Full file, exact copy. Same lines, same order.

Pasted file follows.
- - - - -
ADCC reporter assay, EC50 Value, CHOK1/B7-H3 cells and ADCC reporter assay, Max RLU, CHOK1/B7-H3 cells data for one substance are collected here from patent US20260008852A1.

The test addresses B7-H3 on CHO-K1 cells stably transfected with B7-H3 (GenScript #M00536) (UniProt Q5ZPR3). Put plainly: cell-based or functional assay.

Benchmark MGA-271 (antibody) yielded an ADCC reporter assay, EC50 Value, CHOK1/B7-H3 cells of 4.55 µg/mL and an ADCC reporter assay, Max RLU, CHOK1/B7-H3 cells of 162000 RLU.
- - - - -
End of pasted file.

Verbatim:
ADCC reporter assay, EC50 Value, CHOK1/B7-H3 cells and ADCC reporter assay, Max RLU, CHOK1/B7-H3 cells data for one substance are collected here from patent US20260008852A1.

The test addresses B7-H3 on CHO-K1 cells stably transfected with B7-H3 (GenScript #M00536) (UniProt Q5ZPR3). Put plainly: cell-based or functional assay.

Benchmark MGA-271 (antibody) yielded an ADCC reporter assay, EC50 Value, CHOK1/B7-H3 cells of 4.55 µg/mL and an ADCC reporter assay, Max RLU, CHOK1/B7-H3 cells of 162000 RLU.